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Originally published July 8, 2013 at 8:41 PM | Page modified July 9, 2013 at 11:21 PM

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Jamal Crawford Pro-Am offers big-time basketball in intimate setting

Blake Griffin and Kevin Durant expected to play alongside Seattle NBA players and young talent in the summer league.

Seattle Times staff columnist

Jamal Crawford Pro-Am

When: Games on most Saturdays and Sundays at 1 p.m., 2:30 p.m. and 4 p.m. through Aug. 31.

Where: Royal Brougham Pavilion at Seattle Pacific University

Cost: $5; children and military free

Notable players: Jamal Crawford, Nate Robinson, Brandon Roy, Isaiah Thomas, Spencer Hawes, Tony Wroten Jr., Will Conroy, Rodney Stuckey and Terrence Williams.

Notable NBA players expected to make guest appearances: Kevin Durant, Chris Paul, Blake Griffin, LaMarcus Aldridge, Brandon Jennings and John Wall.

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Even in this vibrant basketball community, the Jamal Crawford Pro-Am is a secret treasure. It was born that way. Long before Crawford attached his name and resources to it, Doug Christie created the league in 1996 and billed it the “All Hoop, No Hype” league.

It isn’t about publicity. It’s about competition. It’s about the best players from the city at almost every level — high school, college and pro — helping each other grow and continuing Seattle’s hoops tradition.

You don’t go to this Pro-Am to stalk stars. You go to watch serious summer basketball that happens to include big names. It’s an important distinction, and that’s why the league is usually discussed through social media, word of mouth or email chains instead of the mass media.

“I want it to be like the old ‘MTV Unplugged,’ where you’re at a small venue, and there’s an intimate feel, and everybody is really involved in creating the atmosphere,” Crawford said.

Crawford sees the art in basketball. It’s no surprise given his flashy style on the court. But don’t mistake his game for a lack of seriousness about the sport. He’s as particular as any artist, and if you want proof, check him out this summer.

Despite its desire to remain low key, the Pro-Am has moved to a bigger venue this summer. It’s no longer at the Rainier Vista Boys & Girls Club. The 2,650-seat Brougham Pavilion at Seattle Pacific is the new site. There’s still an intimate feel, but there’s an opportunity to grow the league and its fan base.

The league began last weekend and runs through Aug. 31. It features homegrown NBA stars such as Crawford, Nate Robinson, Brandon Roy, Spencer Hawes, Isaiah Thomas and Tony Wroten Jr. But Crawford is adding more sizzle to the league by including more special guests than normal throughout the summer.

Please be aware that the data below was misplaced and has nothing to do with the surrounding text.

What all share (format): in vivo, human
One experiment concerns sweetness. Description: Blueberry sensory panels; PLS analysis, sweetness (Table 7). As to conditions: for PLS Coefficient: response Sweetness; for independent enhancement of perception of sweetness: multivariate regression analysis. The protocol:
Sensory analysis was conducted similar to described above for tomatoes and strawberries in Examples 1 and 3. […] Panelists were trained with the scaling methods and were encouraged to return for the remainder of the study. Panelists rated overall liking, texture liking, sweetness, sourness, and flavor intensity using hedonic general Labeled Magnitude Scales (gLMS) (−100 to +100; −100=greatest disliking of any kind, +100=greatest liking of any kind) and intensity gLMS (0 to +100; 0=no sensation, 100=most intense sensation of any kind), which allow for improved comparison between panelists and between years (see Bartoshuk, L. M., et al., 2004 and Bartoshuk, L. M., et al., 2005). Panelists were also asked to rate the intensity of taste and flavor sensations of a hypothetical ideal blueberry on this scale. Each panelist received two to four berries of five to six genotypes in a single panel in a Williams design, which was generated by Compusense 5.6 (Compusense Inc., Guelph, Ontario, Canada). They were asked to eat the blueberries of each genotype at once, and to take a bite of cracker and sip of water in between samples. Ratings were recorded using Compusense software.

The list includes NBA superstars Kevin Durant, Blake Griffin and Chris Paul. In addition, LaMarcus Aldridge, John Wall and Brandon Jennings also have committed to spending a weekend in Seattle.

Here’s the catch, though: These appearances will mostly go unannounced. Crawford says he may send word a few days in advance, but there will be no great buildup to the arrival of these guest stars. It’s consistent with the league’s “All Hoop, No Hype” roots.

“I’ll make sure I tell you a lot closer to the date,” Crawford said, “but while we want this league to be great for the city and for people to come out and support us, we want to make sure our loyal fans, who come and watch regardless of where we are and whether any NBA players are playing, are able to get in and get seats.”

If you love basketball, you could be in for a random treat. If you love events, well, this isn’t the league for you.

Last weekend, the thrills ranged from Wroten scoring 42 points to Lakeside School senior-to-be Tramaine Isabell scoring 31 against the big boys. The legend of this league includes tales such as Isaiah Thomas’ 64-point game last season and a time when, at Rainier Vista, Crawford shot a three-pointer and ran to the concession stand before the ball splashed through the hoop.

In general, the eight-team league features one current NBA player per team. So, for the best talent, the gold standard is to make teammates better. And dispersing the talent that way creates the competitive atmosphere.

“It’s always fun, no matter who plays,” Robinson said. “It’s always competitive. We’ve spent all of these years playing against each other and watching each other grow as young men. We really stick together and push each other to be successful.”

Joked Rob Brown, one of the Pro-Am coaches: “You may see some of your favorite players play harder in this league than they do in the NBA and college. That’s how much is on the line to them.”

Crawford can remember when Christie ran the league. Crawford was a junior in high school back then, and the young magician from Rainier Beach lit up when he was invited to play with the pros.

“I was one of only two juniors who got to play — me and Doug Wrenn,” said Crawford, 33, thinking back about 16 years. “I played against all kinds of local NBA players, including Shawn Kemp. That’s when I knew I could play. That’s when I said, ‘OK, I can do this.’ ”

Sixteen years later, Crawford is one of the great pros, and Isabell is one of the great aspiring talents who gets to measure himself against the best.

All Hoop, No Hype.

Well, more hype than usual.

The league must evolve because, without question, the players continue to do so.

Jerry Brewer: 206-464-2277 or jbrewer@seattletimes.com. On Twitter @JerryBrewer

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